Monday, May 02, 2011

Clojure: Converting a Java Object to a Clojure Map

Clojure has a great library that helps facilitate most things you'd want to do, but it's also easy to roll your own solution if you need something more specific. This blog entry is about converting an object to a map, something Clojure already has a function for: bean. From the docs:
Takes a Java object and returns a read-only implementation of the
map abstraction based upon its JavaBean properties.
The bean function is easy enough to use, as the following example shows (formatted for readability).
user=> (import 'java.util.Calendar)
java.util.Calendar
user=> (-> (Calendar/getInstance) .getTime bean)
{:seconds 16,
:date 2,
:class java.util.Date,
:minutes 35,
:hours 12,
:year 111,
:timezoneOffset 240,
:month 4,
:day 1,
:time 1304354116038}
The bean function is simple and solves 99% of the problems I encounter. Generally I'm destructuring a value that I pull from a map that was just created from an object; bean works perfectly for this.

However, I have run across two cases where I needed something more specialized.

The first case involved processing a large amount of data in a very timely fashion. We found that garbage collection pauses were slowing us down too much, and beaning the objects that were coming in was causing a large portion of the garbage. Since we were only dealing with one type of object we ended up writing something specific that only grabbed the fields we cared about.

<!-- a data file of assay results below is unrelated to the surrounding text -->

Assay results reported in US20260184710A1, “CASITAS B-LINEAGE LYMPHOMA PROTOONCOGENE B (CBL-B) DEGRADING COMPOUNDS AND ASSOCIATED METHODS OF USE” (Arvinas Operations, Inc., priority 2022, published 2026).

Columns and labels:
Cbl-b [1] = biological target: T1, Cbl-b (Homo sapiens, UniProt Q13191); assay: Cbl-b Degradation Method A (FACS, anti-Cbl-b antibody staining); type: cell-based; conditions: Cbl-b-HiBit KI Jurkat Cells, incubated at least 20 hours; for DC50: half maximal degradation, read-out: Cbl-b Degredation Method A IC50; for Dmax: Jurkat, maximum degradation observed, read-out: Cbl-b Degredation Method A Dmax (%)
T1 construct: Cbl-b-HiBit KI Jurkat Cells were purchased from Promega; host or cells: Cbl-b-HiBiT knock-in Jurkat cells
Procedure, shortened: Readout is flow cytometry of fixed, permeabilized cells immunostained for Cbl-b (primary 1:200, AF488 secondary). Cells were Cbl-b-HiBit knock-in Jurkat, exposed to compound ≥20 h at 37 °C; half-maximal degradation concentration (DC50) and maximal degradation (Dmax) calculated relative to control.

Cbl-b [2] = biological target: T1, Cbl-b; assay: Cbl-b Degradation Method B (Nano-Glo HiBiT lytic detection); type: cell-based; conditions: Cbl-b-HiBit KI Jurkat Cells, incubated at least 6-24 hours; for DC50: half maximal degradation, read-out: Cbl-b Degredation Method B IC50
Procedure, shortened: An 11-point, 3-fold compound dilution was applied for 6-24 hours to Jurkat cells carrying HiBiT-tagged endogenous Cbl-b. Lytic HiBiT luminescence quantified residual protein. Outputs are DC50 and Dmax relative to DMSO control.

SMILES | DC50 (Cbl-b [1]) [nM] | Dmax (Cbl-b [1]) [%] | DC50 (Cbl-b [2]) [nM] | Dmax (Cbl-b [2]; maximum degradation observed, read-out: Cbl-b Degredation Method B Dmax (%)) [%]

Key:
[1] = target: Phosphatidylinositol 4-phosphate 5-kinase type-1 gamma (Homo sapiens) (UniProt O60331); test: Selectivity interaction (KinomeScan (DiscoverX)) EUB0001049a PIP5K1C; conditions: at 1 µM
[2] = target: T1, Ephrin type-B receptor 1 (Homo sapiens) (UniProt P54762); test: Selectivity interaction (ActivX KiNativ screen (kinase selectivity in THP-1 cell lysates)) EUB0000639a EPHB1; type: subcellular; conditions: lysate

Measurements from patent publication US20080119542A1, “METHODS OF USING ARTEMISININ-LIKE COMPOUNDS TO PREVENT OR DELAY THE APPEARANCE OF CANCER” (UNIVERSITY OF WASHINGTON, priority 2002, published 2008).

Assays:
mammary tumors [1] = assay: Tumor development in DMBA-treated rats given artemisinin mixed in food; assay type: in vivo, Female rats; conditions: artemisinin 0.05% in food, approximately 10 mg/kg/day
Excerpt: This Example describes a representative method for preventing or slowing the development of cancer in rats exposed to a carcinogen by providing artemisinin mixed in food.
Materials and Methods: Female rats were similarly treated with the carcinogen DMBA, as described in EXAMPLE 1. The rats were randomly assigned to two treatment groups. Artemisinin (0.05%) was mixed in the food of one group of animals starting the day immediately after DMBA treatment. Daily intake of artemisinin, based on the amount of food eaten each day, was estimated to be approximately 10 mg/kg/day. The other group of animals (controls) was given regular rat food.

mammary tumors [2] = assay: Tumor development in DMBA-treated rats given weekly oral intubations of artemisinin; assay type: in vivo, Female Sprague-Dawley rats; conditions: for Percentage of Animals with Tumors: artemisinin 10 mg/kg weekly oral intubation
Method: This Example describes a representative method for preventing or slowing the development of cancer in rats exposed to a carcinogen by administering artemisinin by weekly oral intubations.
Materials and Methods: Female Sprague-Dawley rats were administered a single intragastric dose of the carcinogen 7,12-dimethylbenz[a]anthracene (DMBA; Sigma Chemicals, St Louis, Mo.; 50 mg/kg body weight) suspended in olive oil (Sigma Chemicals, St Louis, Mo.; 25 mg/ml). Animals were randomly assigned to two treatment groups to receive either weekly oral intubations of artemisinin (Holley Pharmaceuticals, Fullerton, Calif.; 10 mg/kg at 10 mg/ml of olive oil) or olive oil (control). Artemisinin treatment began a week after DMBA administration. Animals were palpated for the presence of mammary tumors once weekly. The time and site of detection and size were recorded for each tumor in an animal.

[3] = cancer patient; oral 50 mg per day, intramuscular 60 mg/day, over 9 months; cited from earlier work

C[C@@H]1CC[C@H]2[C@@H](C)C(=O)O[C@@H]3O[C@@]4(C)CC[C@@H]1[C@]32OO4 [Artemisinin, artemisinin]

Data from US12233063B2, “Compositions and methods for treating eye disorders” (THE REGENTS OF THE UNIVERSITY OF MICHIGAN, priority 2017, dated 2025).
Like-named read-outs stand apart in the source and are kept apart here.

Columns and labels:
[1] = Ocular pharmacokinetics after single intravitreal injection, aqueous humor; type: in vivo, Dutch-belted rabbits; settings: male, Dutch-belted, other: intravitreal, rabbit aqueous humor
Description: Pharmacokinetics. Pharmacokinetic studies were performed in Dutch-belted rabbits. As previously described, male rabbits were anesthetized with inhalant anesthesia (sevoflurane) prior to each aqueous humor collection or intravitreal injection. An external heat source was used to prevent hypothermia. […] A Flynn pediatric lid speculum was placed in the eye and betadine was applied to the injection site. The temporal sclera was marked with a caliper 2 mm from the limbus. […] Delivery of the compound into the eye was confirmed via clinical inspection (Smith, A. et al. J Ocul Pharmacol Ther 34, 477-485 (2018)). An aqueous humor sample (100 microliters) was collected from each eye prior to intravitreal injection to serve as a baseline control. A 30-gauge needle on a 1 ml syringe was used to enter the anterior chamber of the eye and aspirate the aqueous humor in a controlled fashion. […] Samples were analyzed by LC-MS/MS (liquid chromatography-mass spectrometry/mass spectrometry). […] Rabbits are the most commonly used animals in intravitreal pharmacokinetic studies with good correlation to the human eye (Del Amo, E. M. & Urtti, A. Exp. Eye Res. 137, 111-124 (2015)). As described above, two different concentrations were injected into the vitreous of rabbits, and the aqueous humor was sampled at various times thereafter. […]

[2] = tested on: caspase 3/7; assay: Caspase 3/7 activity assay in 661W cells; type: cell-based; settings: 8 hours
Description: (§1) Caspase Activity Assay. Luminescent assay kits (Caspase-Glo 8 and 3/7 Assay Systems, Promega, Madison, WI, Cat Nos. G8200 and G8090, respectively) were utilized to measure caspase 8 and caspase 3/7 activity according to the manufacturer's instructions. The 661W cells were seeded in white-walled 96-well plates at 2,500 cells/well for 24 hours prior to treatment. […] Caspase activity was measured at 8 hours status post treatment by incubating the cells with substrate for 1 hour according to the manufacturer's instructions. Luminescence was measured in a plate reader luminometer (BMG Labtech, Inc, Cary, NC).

The second case involved working with less friendly Java objects that needed to be converted to maps that were going to be used many times throughout the system. In general it isn't a big deal working with ugly Java objects. You can destructure the map into nice var names, or you can use the rename-keys function if you plan on using the map more than once. This probably would have worked for me, but I had an additional requirement. The particular Java objects I was working with had many methods/fields and the maps contained about 80% more information than I needed. So, I could have used bean, then rename keys, then dissoc. But, this felt similar enough to the situation in the past where I was working with specific method names and I thought I'd look for a more general solution.

The following example shows the definition of obj->map and the REPL output of using it.
user=> (import 'java.util.Date)
java.util.Date
user=> (defmacro obj->map [o & bindings]
(let [s (gensym "local")]
`(let [~s ~o]
~(->> (partition 2 bindings)
(map (fn [[k v]]
(if (vector? v)
[k (list (last v) (list (first v) s))]
[k (list v s)])))
(into {})))))
#'user/obj->map
user=> (obj->map (Date. 2012 1 31)
:month .getMonth
:year [.getYear #(* 2 %)]
:day .getDate)
{:month 2, :year 4024, :day 2}
As you can see from the output, the macro grabs the values of the methods you specify and stores them in a map. At one point I also needed to do a bit of massaging of a value, so I included the ability to use a vector to specify the method you care about and a function to apply to the value (the result of the function will become the value). In the example, you can see that the :year is double the value of what .getYear returns.

In general you should stick with bean, but if you need something more discriminating, obj->map might work for you.
Post a Comment